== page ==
In order to do this, I need to find the prompt on the page. The ID for the prompt itself is “PRMT_N19F64920x0B67C9E4RS” but that looks like it will change every time the report is run, how can I guarantee that I will always be able to access that. Keep in mind that I’m incredibly lazy, and don’t want to spend the time wrapping the prompt with my own uniquely identified div (because then I’d have to keep track of all of the div IDs, and make sure to move the HTML items when I move the prompt and it’s just too much of a hassle). Surely there must be an easier way.

It turns out that you can get the ID of the prompt with the Prompt API:

var acme = {};
acme.getControl = function(promptName)
{
  var ocr = cognos.Report.getReport("_THIS_");
  return ocr.prompt.getControlByName(promptName);
};
alert(acme.getControl('FilterType')._id_);

That would return N19F64920x0B67C9E4RS.

So that means that we can very easily modify the text of the prompt:

<script>
var acme = {};
acme.getControl = function(promptName)
{
  var ocr = cognos.Report.getReport("_THIS_");
  return ocr.prompt.getControlByName(promptName);
};

Date.prototype.getMonthName = function() {
  var monthNames = [ 'January','February','March','April','May','June','July','August','September','October','November','December'];
  return monthNames[this.getMonth()];
}

var dt = new Date(), 
    dtCaption = 'Until ' + dt.getMonthName() + ' ' + dt.getDate();

document.getElementById('PRMT_' + acme.getControl('FilterType')._id_).getElementsByTagName('OPTION')[1].dv = dtCaption;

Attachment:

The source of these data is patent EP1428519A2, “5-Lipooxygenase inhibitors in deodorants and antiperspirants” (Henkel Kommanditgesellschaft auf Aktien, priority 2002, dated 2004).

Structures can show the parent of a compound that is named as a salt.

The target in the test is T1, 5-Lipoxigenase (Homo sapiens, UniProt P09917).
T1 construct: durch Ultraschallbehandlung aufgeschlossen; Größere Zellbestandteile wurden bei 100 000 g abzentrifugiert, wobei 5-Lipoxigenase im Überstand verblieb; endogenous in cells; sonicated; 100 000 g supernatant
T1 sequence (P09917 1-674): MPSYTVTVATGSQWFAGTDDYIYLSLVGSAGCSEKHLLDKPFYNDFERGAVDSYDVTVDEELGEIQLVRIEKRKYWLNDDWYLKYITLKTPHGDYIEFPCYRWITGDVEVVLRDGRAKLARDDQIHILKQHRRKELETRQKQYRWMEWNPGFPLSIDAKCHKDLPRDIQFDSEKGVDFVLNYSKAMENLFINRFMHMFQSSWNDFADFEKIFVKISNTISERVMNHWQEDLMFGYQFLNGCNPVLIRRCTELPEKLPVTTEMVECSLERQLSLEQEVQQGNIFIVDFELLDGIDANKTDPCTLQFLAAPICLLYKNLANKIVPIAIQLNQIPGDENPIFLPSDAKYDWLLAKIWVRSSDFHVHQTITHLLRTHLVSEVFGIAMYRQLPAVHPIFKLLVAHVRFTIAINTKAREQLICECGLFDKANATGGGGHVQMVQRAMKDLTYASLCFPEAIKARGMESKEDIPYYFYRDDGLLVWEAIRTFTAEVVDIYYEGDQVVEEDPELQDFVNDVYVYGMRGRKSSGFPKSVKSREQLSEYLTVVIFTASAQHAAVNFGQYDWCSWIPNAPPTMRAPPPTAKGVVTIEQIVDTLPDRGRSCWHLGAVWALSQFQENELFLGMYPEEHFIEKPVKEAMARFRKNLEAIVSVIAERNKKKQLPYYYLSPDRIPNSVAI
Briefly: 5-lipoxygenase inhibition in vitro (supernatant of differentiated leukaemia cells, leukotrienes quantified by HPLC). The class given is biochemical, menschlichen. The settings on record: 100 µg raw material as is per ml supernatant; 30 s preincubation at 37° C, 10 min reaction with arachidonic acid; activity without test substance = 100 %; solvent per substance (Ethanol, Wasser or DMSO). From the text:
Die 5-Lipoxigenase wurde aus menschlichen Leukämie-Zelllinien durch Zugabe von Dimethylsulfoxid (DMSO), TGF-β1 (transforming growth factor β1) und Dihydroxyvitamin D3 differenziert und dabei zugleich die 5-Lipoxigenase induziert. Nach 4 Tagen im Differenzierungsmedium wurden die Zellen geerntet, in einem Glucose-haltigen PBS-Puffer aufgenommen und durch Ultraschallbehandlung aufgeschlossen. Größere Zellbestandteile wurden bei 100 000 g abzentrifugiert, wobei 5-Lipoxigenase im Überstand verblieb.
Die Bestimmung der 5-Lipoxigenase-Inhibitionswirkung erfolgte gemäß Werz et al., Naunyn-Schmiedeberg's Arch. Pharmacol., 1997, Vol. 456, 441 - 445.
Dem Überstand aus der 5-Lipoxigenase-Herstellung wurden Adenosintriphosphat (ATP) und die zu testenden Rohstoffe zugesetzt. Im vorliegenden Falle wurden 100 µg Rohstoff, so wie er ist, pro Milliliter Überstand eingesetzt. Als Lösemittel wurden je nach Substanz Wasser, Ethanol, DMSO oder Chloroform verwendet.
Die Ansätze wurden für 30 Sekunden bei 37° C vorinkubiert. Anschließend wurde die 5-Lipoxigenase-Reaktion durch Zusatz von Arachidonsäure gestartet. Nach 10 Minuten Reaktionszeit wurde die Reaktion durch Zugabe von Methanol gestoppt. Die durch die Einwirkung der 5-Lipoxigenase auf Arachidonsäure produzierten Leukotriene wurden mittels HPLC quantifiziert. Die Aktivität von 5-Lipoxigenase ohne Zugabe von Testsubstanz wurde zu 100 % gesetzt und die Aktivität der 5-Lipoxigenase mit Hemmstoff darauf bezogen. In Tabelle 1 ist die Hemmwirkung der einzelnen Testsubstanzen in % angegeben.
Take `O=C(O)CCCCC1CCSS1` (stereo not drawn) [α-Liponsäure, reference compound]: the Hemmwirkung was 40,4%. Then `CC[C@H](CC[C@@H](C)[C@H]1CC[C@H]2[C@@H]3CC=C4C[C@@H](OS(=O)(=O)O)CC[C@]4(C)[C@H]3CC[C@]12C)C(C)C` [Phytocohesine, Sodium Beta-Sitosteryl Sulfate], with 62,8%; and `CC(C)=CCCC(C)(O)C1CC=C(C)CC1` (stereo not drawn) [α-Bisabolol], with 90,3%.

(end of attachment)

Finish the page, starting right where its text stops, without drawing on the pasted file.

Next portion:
document.getElementById('PRMT_' + acme.getControl('FilterType')._id_).getElementsByTagName('OPTION')[1].innerHTML = dtCaption;
</script>

This will change the display value (dv) and the label (innerHTML) with Until December 11 (or whatever the current date is).

Quickie: Changing default option in a Select and Search Prompt

I’ve been somewhat negligent in responding to the comments lately. One of the most common questions appears to be how to change the default option in a select and search prompt.

The following should work for all versions of Cognos.

Put an HTML item before the prompt, with the expression:

<div id="mySnS">

Now put another HTML item after the prompt with the expression:

</div>
<script>
/* Select and search options
 * 2 - Starts with any of these keywords * DEFAULT
 * 3 - Starts with the first keyword and contains all of the remaining keywords 
 * 4 - Contains any of these keywords 
 * 5 - Contains all of these keywords 
 */
document.getElementById('mySnS').getElementsByTagName('input')[5].click();
</script>

The script will locate the mySnS element that surrounds the prompt, generate an array of the input tags, and click() on the one specified. In the example, 5 is selected so it will click on the sixth element (0 based array).

Going through the Cognos JavaScript files, it looks like there is supposed to be a function in the new Prompt API that would let you do it in an easier manner, unfortunately it appears to be an incomplete function, maybe it will be released in the new fixpack.

In theory, you should be able to do something like the following:

var acme = {};
acme.getControl = function(promptName) 
{
  var ocr = cognos.Report.getReport("_THIS_");
  return ocr.prompt.getControlByName(promptName);
};

acme.getControl('mySnS2').setProperty( "caseInsensitive", false);
acme.getControl('mySnS2').setProperty( "searchType", "containsAny");

But, as I said, the function doesn’t appear to be complete in this version. Use the other method for now.

Blatant self promotion

As I wrap up some of my existing contracts, I realize I have some spare time coming up. Far be it from me to goof off in my spare time (the alternative being cleaning and other house work, and I can’t let the wife get used to that idea), I’d much rather be solving problems people are having with their Cognos set up.

So, does your company need help building that new dashboard for the CFO? Are the reports running too slowly over your new OLAP server? Does JavaScript make your brains leak out? Drop me a line at cognospaul@gmail.com and we can come to an arrangement.